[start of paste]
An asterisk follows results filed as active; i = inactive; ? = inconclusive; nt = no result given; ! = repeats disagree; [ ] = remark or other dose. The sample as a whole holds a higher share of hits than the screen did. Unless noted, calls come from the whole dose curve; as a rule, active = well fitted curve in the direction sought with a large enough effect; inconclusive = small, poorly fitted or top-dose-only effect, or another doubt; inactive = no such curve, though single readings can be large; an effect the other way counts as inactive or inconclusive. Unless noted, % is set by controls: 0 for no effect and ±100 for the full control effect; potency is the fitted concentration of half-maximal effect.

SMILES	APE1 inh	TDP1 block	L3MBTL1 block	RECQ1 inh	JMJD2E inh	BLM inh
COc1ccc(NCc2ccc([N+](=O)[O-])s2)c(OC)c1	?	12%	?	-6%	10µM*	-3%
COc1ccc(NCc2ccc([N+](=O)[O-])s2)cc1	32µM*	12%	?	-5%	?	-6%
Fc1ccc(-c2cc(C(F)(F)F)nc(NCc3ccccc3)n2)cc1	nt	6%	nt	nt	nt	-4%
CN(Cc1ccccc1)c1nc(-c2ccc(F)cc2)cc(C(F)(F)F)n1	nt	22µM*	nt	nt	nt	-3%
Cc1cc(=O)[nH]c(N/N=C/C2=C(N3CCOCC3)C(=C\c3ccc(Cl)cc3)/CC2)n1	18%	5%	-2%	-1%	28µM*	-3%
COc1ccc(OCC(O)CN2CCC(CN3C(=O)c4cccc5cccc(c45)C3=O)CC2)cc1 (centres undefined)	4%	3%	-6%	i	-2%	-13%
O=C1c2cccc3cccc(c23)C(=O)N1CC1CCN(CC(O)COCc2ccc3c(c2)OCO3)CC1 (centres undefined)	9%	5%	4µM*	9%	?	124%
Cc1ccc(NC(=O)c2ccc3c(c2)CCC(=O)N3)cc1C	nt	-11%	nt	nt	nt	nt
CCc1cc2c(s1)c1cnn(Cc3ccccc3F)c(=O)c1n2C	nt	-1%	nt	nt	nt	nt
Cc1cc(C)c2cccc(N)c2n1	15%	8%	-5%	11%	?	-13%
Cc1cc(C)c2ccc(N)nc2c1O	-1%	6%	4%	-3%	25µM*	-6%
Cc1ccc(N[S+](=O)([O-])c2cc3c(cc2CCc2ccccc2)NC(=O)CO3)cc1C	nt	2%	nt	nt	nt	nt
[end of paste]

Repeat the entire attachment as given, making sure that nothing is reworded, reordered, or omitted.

An asterisk follows results filed as active; i = inactive; ? = inconclusive; nt = no result given; ! = repeats disagree; [ ] = remark or other dose. The sample as a whole holds a higher share of hits than the screen did. Unless noted, calls come from the whole dose curve; as a rule, active = well fitted curve in the direction sought with a large enough effect; inconclusive = small, poorly fitted or top-dose-only effect, or another doubt; inactive = no such curve, though single readings can be large; an effect the other way counts as inactive or inconclusive. Unless noted, % is set by controls: 0 for no effect and ±100 for the full control effect; potency is the fitted concentration of half-maximal effect.

SMILES	APE1 inh	TDP1 block	L3MBTL1 block	RECQ1 inh	JMJD2E inh	BLM inh
COc1ccc(NCc2ccc([N+](=O)[O-])s2)c(OC)c1	?	12%	?	-6%	10µM*	-3%
COc1ccc(NCc2ccc([N+](=O)[O-])s2)cc1	32µM*	12%	?	-5%	?	-6%
Fc1ccc(-c2cc(C(F)(F)F)nc(NCc3ccccc3)n2)cc1	nt	6%	nt	nt	nt	-4%
CN(Cc1ccccc1)c1nc(-c2ccc(F)cc2)cc(C(F)(F)F)n1	nt	22µM*	nt	nt	nt	-3%
Cc1cc(=O)[nH]c(N/N=C/C2=C(N3CCOCC3)C(=C\c3ccc(Cl)cc3)/CC2)n1	18%	5%	-2%	-1%	28µM*	-3%
COc1ccc(OCC(O)CN2CCC(CN3C(=O)c4cccc5cccc(c45)C3=O)CC2)cc1 (centres undefined)	4%	3%	-6%	i	-2%	-13%
O=C1c2cccc3cccc(c23)C(=O)N1CC1CCN(CC(O)COCc2ccc3c(c2)OCO3)CC1 (centres undefined)	9%	5%	4µM*	9%	?	124%
Cc1ccc(NC(=O)c2ccc3c(c2)CCC(=O)N3)cc1C	nt	-11%	nt	nt	nt	nt
CCc1cc2c(s1)c1cnn(Cc3ccccc3F)c(=O)c1n2C	nt	-1%	nt	nt	nt	nt
Cc1cc(C)c2cccc(N)c2n1	15%	8%	-5%	11%	?	-13%
Cc1cc(C)c2ccc(N)nc2c1O	-1%	6%	4%	-3%	25µM*	-6%
Cc1ccc(N[S+](=O)([O-])c2cc3c(cc2CCc2ccccc2)NC(=O)CO3)cc1C	nt	2%	nt	nt	nt	nt